CA Court of Appeal Clarifies Termination of Tolling Period for Legal Malpractice Statute of Limitations Under Code of Civil Procedure § 340.6 (a)(2)
By: Carl I. S. Mueller of The Maloney Firm, APC
On October 12, 2016, the California Court of Appeal filed its opinion in the matter styled as Gotek Energy, Inc. v. Socal IP Law Group, LLP. The central issue of law on appeal in this legal malpractice action was whether the trial court below correctly entered summary judgment in favor of the defendants, Socal IP Law Group, LLP (“firm one”), based on a statute of limitations defense. At a basic level, the appellate court reaffirmed the rule that the one year statute of limitations for legal malpractice actions is not tolled pursuant to Cal. Code of Civil Procedure § 340.6 (a)(2) once legal representation has terminated. However, the facts of the case make clear that the language of the communications is of the utmost importance in determining when the legal representation ends. Thus, the summary judgment ruling was affirmed and the legal representation found to have ended on the date that firm one sent a letter to its client stating that the attorney-client relationship “is terminated forthwith.”
To sum up the facts of the case, firm one represented Gotek Energy, Inc. (“client”) in relation to specific patent filings. Firm one admittedly failed to timely file for patent rights in Japan and Brazil, and informed client in August 2012 that it had been negligent. On September 26, 2012, client retained Parker Mills (“firm two”) to investigate firm one’s negligence. On November 5, 2012, firm one sent a fax to firm two stating that client was making a malpractice claim on firm one, and asking firm one to tender the claim to its insurance carrier. On November 7, 2012, firm one sent an email to client stating that it “must withdraw” and including the following language:
Consequently, the firm’s attorney-client relationship with [client] is terminated forthwith, and we no longer represent [it] with regard to any matters.[…] Please tell us immediately where we should send [client’s] files[…]. You should retain patent counsel to handle your patent matters.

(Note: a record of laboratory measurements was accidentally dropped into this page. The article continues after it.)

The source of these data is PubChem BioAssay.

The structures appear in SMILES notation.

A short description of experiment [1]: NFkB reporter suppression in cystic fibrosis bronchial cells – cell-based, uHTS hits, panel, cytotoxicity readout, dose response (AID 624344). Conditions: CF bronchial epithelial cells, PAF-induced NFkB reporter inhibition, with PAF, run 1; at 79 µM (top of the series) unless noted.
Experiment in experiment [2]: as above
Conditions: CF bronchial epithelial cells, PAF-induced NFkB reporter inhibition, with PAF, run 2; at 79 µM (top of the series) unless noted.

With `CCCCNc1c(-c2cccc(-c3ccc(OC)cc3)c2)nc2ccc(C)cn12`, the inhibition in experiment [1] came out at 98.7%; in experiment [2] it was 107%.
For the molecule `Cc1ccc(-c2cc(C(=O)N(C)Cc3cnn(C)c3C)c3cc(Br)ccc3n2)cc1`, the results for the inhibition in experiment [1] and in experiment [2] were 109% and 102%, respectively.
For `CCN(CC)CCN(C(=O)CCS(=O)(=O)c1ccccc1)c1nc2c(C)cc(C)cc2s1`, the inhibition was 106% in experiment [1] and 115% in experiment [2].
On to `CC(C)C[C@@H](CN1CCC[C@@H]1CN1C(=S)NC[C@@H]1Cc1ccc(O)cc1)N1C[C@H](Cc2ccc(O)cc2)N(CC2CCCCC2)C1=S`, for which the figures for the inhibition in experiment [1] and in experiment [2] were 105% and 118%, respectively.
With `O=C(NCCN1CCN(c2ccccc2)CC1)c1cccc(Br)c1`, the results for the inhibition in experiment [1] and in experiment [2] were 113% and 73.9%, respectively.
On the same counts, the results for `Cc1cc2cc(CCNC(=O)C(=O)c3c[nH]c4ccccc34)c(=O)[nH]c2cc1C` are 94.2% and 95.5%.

Client requested that firm one release client’s files to a third law firm on November 8, 2012, requesting the transfer be complete by November 23, 2012. On November 15, 2012, firm one sent client a letter to “confirm” that the attorney-client relationship had been “terminated” and that the client’s files would be released pursuant to the request.
Firm two filed client’s complaint for legal malpractice against firm one on November 14, 2013. There is no dispute that the injury occurred at least by September 26, 2012, and likely before. However, client argued that the statute of limitations should be tolled until November 15, 2012, when firm one released client’s file.
The Appellate Court disagreed, stating that firm one’s representation of client ended by November 8, 2012:
[F]irm one’s representation of client ended on November 8, 2012, when client wrote a letter to firm one requesting that it “immediately make all necessary preparations and take all necessary action to deliver all [of client’s] filed to” Armstrong Teasdale, LLP. [Omitted]. By requesting that its files by immediately delivered to replacement counsel, client consented to firm one’s express withdrawal of the previous day.
The court further ruled that based on firm one’s letter to client on November 7, 2012 stating that it was terminating the attorney-client relationship, client had no reasonable expectation of firm one’s continuing representation after that date under the rule set out in Gonzalez v. Kalu (2006) 140 Cal.App.4th 21. As such, the statute of limitations stopped tolling on November 7, 2012:
Pursuant to this rule, firm one’s representation ended on November 7, 2012. On that date, firm one emailed client that it “must withdraw” as client’s attorney, that is “attorney-client relationship with [client] is terminated forthwith,” and that it “no longer represent[s] [client] with regard to any matters.” After receiving the email, client could not reasonably have expected that firm one would provide further legal service.
As such, it appears that the Appellate Court has used this opportunity to establish a bright line rule to end the ongoing representation tolling rule of a legal malpractice statute of limitations under Code of Civil Procedure § 340.6 (a)(2): when a client has already engaged replacement counsel, the ongoing representation ends upon a communication with the client that states the attorney-client relationship is ending. As stated by the court, any delay in releasing the client’s files does not continue the representation, as “the transfer of files was a clerical, ministerial activity,” and not legal representation.